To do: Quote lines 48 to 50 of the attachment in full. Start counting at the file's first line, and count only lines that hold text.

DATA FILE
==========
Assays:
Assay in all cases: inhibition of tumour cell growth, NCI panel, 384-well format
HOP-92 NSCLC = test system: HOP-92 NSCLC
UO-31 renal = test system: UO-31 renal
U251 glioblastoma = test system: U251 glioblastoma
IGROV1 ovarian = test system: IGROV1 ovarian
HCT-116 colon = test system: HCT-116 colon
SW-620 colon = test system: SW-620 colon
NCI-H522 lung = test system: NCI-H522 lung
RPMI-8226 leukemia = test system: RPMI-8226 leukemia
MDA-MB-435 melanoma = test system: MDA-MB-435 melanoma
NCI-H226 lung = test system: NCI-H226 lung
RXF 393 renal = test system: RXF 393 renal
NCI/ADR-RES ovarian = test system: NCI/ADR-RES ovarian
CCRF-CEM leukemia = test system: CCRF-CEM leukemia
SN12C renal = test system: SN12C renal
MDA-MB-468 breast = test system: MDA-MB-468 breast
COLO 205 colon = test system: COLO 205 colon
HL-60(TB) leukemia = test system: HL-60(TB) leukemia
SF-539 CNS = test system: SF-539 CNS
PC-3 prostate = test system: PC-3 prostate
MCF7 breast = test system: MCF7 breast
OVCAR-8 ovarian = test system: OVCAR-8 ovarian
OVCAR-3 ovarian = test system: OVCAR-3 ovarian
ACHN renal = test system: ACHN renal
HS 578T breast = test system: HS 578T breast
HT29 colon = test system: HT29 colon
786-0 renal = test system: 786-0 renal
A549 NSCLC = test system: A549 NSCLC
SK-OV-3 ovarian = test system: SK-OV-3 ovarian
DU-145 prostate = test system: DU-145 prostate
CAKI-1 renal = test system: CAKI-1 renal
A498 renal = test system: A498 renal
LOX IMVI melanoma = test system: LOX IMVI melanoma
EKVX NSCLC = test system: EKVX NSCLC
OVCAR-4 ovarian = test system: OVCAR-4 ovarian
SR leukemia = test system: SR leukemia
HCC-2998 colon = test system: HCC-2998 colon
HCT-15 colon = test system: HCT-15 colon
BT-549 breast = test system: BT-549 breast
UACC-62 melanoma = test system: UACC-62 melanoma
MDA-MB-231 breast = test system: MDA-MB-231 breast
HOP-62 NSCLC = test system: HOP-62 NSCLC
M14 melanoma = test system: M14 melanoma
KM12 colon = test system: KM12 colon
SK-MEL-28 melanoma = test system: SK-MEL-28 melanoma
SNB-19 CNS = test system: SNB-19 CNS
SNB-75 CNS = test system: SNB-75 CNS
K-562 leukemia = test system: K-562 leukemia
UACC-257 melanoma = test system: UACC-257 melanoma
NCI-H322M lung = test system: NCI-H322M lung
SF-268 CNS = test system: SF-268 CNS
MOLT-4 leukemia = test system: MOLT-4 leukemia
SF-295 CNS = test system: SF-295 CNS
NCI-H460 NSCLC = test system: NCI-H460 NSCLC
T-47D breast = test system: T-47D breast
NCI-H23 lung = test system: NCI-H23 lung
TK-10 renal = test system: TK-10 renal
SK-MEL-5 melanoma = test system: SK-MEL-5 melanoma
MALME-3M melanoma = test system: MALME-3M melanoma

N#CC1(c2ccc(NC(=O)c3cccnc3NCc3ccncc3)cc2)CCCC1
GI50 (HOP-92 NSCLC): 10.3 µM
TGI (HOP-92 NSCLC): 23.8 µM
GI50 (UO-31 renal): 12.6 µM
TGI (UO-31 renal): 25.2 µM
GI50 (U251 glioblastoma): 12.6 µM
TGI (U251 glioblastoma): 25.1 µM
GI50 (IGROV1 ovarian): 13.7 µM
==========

SNB-75 CNS = test system: SNB-75 CNS
K-562 leukemia = test system: K-562 leukemia
UACC-257 melanoma = test system: UACC-257 melanoma